Arkansas first began to adopt its own official state symbols in 1901. Many more have been adopted since then, and a state symbol can come in the form of state animals, mammals, a state bird and flower, fruits, vegetables, amphibians, nicknames, insects, and much more.
State symbols were adopted by Arkansas to best represent the state and its historical roots, past and present wildlife and nature, and the physical makeup of the Natural State. Like all other states, there are many Arkansas state symbols that epitomize it.
Arkansas State Tree Pine Tree
The Arkansas state tree is the pine tree (pinus). Pine trees hold a lot of significance within the state, and the pine tree timber resources and reforestation efforts across the state are part of the reason for its adoption as the official state tree in 1939.
Arkansas has four native species of pine; shortleaf pine, longleaf pine, loblolly pine, and slash pine. Both the shortleaf and loblolly pine trees can grow up to 100 feet in height and are located throughout the two national forests of Arkansas, Ouachita National Forest, and the Ozark St. Francis National Forest.
Before the time of the European-American settlement, Arkansas’ forests were brimming with life and diversity, showcasing magical assortments of plants and trees. Unfortunately, by the end of the 19th century, external markets for timber were being used to forge railroads and other means of transportation, which left Arkansas hung and dry.
Back in the 1930s, there were many areas of Arkansas that had been totally deforested. Fortunately, thanks to the brilliant efforts of the state’s people over the past several decades, Arkansas is finally seeing its pine forests begin to recover.
The Loblolly pine tree, otherwise known as the Pinus taeda, grows across a large portion of Arkansas in abundance and it is still the most significant timber species in the state. You can find them on various tree farms but they are also found in the wild and it is estimated to be the second-largest species of tree in the U.S. after the red maple.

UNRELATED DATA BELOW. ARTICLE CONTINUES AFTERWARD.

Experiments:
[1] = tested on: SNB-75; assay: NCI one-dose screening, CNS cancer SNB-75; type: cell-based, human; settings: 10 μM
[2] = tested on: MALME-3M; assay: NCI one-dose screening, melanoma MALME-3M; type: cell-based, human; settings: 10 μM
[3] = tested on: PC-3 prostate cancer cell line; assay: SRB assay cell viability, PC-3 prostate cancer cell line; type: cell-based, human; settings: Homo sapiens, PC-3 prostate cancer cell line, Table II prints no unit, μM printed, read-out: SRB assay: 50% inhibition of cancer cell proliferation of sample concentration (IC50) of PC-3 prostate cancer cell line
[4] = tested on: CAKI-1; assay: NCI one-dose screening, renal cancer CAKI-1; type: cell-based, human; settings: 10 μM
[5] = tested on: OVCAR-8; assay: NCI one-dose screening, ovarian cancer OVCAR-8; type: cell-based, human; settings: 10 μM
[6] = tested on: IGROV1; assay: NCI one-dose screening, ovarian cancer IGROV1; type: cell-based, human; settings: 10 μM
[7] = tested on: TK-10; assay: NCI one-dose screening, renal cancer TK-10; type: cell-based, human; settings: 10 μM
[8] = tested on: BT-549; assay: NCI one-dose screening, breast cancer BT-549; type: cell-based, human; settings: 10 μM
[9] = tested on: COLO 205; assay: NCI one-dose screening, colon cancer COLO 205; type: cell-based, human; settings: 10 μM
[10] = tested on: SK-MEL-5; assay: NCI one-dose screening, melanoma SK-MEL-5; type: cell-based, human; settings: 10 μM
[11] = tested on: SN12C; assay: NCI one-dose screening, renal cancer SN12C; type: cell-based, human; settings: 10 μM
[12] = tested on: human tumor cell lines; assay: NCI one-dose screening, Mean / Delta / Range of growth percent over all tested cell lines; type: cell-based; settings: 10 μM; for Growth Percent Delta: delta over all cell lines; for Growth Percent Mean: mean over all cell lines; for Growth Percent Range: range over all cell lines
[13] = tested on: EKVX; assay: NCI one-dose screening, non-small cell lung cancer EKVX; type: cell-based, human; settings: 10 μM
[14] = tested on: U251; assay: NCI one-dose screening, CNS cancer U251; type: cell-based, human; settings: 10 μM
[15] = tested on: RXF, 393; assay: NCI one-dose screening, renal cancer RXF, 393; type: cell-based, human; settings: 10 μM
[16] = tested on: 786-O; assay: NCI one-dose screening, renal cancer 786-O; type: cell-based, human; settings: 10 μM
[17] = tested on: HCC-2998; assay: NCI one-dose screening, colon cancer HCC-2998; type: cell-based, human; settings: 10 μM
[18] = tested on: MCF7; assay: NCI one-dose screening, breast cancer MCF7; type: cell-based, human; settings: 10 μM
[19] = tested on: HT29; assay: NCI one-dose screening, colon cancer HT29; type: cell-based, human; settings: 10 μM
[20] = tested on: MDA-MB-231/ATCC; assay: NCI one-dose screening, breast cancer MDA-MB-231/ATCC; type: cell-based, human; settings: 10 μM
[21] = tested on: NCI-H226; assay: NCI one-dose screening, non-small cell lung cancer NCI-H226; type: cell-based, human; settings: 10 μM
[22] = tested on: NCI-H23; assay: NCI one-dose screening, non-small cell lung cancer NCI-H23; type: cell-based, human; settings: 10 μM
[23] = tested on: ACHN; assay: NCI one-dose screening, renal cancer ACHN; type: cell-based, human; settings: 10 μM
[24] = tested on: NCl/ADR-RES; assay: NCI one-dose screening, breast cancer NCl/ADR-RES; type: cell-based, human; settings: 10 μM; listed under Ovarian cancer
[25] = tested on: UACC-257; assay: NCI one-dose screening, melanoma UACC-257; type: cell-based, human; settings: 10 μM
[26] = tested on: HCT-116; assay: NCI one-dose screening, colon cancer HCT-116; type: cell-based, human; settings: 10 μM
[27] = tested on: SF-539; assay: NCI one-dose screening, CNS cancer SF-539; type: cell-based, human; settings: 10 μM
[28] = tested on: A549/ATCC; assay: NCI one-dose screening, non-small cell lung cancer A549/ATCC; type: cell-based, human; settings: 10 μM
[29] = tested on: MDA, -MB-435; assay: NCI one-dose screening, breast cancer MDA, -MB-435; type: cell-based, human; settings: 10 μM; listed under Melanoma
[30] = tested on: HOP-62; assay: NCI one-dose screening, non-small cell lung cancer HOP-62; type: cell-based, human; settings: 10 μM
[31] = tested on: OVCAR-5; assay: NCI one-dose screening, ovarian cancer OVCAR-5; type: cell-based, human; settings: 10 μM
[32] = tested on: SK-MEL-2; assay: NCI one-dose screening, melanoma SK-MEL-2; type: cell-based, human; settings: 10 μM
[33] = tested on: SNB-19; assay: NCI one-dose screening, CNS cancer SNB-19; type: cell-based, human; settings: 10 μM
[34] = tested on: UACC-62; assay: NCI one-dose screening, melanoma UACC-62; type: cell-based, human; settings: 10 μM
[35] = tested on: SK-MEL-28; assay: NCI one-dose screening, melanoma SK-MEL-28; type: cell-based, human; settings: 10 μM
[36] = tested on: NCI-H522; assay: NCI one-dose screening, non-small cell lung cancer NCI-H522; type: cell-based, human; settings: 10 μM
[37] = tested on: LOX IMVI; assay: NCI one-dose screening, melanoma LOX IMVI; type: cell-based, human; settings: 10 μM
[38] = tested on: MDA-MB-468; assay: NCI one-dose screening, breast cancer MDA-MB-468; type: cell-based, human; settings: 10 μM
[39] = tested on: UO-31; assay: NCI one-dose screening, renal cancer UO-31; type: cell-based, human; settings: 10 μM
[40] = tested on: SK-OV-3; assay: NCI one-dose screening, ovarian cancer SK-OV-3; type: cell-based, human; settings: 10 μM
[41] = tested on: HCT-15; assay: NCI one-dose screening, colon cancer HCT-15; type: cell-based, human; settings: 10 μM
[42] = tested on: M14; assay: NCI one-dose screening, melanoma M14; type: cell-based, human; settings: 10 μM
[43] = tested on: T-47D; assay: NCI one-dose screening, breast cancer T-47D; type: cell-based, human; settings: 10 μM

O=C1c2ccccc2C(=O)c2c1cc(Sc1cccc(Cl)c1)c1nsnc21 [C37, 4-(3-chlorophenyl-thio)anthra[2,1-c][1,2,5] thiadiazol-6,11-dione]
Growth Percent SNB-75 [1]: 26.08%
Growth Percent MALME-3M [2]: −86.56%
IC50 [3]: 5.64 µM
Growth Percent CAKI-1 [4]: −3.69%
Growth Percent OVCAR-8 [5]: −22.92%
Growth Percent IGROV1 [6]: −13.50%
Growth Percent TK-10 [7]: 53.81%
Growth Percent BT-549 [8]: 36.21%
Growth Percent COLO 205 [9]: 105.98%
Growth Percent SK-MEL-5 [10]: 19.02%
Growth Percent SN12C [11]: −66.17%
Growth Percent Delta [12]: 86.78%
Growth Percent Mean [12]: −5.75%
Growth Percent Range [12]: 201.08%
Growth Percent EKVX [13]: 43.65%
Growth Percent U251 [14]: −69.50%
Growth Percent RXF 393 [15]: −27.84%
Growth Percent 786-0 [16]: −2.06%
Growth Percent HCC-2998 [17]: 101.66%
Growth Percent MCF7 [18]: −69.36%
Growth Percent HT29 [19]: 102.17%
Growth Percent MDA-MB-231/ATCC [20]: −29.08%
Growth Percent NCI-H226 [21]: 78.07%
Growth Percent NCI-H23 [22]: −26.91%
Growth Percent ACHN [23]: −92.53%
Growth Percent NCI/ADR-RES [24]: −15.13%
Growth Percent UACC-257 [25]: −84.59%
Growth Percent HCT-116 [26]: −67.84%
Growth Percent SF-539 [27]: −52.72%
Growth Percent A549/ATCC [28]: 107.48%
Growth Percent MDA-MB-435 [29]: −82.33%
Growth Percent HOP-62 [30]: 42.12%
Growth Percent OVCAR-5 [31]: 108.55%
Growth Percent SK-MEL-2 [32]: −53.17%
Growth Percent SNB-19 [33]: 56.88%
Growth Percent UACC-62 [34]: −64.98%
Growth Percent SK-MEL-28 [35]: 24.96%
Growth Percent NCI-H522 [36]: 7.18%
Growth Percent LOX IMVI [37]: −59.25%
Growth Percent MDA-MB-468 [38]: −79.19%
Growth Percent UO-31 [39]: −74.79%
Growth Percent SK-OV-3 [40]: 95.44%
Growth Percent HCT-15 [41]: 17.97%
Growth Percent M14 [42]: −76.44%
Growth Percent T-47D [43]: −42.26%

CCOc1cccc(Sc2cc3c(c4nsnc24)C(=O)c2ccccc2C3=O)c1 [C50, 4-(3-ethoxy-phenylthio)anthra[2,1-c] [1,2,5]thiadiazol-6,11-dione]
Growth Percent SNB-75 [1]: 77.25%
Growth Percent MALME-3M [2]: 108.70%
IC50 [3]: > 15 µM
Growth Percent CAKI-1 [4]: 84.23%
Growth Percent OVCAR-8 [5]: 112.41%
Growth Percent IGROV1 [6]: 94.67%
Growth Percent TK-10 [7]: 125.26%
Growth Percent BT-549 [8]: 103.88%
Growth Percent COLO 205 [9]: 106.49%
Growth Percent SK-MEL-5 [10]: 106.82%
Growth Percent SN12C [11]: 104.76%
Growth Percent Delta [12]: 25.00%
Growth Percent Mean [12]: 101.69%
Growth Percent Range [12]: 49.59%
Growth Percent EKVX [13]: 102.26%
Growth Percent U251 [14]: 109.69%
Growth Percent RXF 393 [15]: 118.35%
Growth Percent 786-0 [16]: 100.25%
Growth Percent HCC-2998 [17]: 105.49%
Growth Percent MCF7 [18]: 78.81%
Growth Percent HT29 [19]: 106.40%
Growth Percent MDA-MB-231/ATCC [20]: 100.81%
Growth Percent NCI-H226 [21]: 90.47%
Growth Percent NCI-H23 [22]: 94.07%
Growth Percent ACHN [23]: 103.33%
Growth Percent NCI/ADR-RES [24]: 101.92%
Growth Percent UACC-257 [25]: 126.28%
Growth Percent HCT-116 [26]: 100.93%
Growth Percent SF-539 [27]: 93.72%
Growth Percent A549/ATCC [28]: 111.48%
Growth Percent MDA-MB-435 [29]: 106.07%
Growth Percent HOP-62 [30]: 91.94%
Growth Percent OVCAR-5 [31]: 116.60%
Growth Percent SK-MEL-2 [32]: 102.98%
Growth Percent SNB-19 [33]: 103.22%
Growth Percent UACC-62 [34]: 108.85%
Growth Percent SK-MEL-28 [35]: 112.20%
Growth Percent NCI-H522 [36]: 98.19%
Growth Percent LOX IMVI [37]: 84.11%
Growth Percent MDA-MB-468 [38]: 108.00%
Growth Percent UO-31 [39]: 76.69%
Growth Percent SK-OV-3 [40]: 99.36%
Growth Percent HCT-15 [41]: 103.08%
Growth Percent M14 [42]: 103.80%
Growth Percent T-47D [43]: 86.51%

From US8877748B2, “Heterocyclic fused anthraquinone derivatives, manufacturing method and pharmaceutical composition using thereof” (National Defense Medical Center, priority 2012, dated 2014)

Facts About the Arkansas State Tree (Pine Tree)
Pine trees are not just a massive part of our ecosystem, they truly are a sight to behold too, with the world’s largest pine tree being 268 feet tall! Here are some more interesting facts about pine trees that you probably didn’t know:
- There are roughly 100 different species of pine trees in the world.
- Pine trees are considered to be evergreens due to them keeping their needles for around 2 years.
- Once their needles fall, new and fresh needles will replace them.
- Pine needles can be as long as 11 inches!
- The smallest pine trees will only grow to around 4 feet.
- The male and female pine trees both produce woody cones.
- The female cones produce the seeds, whilst the male cones produce the pollen.
- Pine trees will typically live between 80 to 100 years.
Most states will have their symbols showcase a relevant story, that is indicative of the state and its history, and the Natural State puts its history and what it stands for across very well in the Arkansas state tree.
This interesting fact about Arkansas and a whole host of others is what makes the state so unique and fascinating to those that live there or are researching the historical events or geological makeup of the state.